Jacob Huesman hasn't lost any confidence in what the University of Tennessee at Chattanooga offense can do this season, starting with Saturday's game against Georgia State.
The second-year quarterback said the Mocs' offense in the second half of UTC's season-opening loss to UT-Martin last week was a far better reflection of what the unit can do than the offense in the first two quarters.
At halftime of the 31-21 defeat, UTC trailed 7-0. The offense had gained 134 yards on 37 plays (a modest 3.6 average) and the play that perhaps best symbolized the opening 30 minutes of the season was the last.
UTC called timeout on fourth-and-8 at the Martin 40-yard line to set up a heave into the end zone. But Jacob couldn't get the pass off before being sacked for an 8-yard loss.
"We need to be better than that," said Jacob, who threw for 226 yards and three touchdowns, rushed for 90 yards and was sacked three times.
UTC was better in the second half, gaining 234 yards, 12 first downs and scoring 21 points. It was a second half the Mocs can build on, Jacob said.
"We know we can move the ball, we moved it during the spring and in camp, and we know what we can do," he said. "Sometimes we just do some stupid little things that cost us. We had a couple of penalties that really hurt us. It's just the little things. We're close and we know we're close."
Offensive coordinator Jeff Durden said he like what he saw from the offense in the second half. There were some big pass plays, Jacob ran the ball effectively and UTC scored some points.
"We had the ball for 19 minutes in the first half, and we just didn't get paid, which was frustrating," he said. "In the second half we came out and played the way we wanted to play."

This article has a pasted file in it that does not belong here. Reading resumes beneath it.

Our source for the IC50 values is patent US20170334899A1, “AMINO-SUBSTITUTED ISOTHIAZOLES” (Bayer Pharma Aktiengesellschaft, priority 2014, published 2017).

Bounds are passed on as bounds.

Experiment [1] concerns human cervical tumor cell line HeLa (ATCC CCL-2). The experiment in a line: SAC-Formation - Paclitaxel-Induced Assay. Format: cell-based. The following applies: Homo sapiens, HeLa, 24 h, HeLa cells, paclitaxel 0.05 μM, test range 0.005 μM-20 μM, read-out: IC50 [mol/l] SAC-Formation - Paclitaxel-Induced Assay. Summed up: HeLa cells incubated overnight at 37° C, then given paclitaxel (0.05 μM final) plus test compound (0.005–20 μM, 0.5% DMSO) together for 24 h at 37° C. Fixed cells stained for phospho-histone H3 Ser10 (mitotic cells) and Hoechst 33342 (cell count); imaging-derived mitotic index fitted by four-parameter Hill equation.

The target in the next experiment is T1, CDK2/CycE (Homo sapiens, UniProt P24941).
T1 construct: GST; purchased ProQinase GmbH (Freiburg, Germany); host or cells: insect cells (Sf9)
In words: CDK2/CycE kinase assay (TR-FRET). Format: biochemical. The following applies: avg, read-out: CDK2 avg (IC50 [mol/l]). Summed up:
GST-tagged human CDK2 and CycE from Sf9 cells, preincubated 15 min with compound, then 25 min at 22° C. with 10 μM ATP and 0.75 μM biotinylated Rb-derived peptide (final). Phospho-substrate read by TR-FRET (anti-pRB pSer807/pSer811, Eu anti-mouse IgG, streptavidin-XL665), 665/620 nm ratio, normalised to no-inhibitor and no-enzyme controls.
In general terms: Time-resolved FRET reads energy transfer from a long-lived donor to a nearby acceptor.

One of the most dynamic players in the Southern Conference, wide receiver/quarterback Terrell Robinson didn't play in the opener. He was out with a hamstring injury, Mocs coach Russ Huesman said. Robinson has practiced this week and will play, according to Huesman.
The return of Robinson, who led UTC with 40 catches last season, will be critical, especially against a Georgia State defense that held Samford last week to 193 yards pass and 298 yards of total offense.
"Terrell runs great routes, he catches the ball well, he's smart -- and it's going to be huge having him back and being able to integrate him into the offense," Jacob said.
UTC's offense won't be significantly better against the Panthers unless the offensive line performs better. The Mocs have already made a change at right tackle with Brandon Morgan replacing Hunter Dockery on the first unit. Durden said protecting the quarterback and giving him time to throw -- and that's on the line, the backs and tight ends -- is a high priority
"Jacob's got to protect himself a little bit better, too," Durden said. "He's got to use the snap count a little bit more and put the protection where he needs. I thought we did more of trying to block the look, as opposed to putting ourselves in the perfect situation a couple of times."
UT-Martin typically had nine guys close to the nine of scrimmage, effectively daring the Mocs to beat them on the outside. It worked on occasion, like Tommy Hudson's 41-yard reception, but not enough. And it's likely Georgia State will put similar pressure on the Mocs' perimeter passing game.
"I thought we did a decent job getting behind [the defender] on the deep balls, but I was just off by a fraction of an inch in some cases," Jacob said.
Mocs defensive backs Will Johnson (shoulder), Zach McCarter (knee) and D.J. Key (foot) all practiced in no-contact jerseys Wednesday. ... Twenty-three of UTC's 29 players from Georgia are from the Atlanta area. ... UTC's last win over a Bowl Subdivision team was a 9-7 victory against Southwestern Louisiana (now Louisiana-Lafayette) in 1984.
Contact John Frierson at email@example.com or 423-757-6268. Follow him on Twitter at twitter.com/MocsBeat.
John Frierson is in his seventh year at the Times Free Press and seventh year covering University of Tennessee at Chattanooga athletics. The bulk of his time is spent covering Mocs football, but he also writes about women’s basketball and the big-picture issues and news involving the athletic department. A native of Athens, Ga., John grew up a few hundred yards from the University of Georgia campus. Instead of becoming a Bulldog he attended Ole ...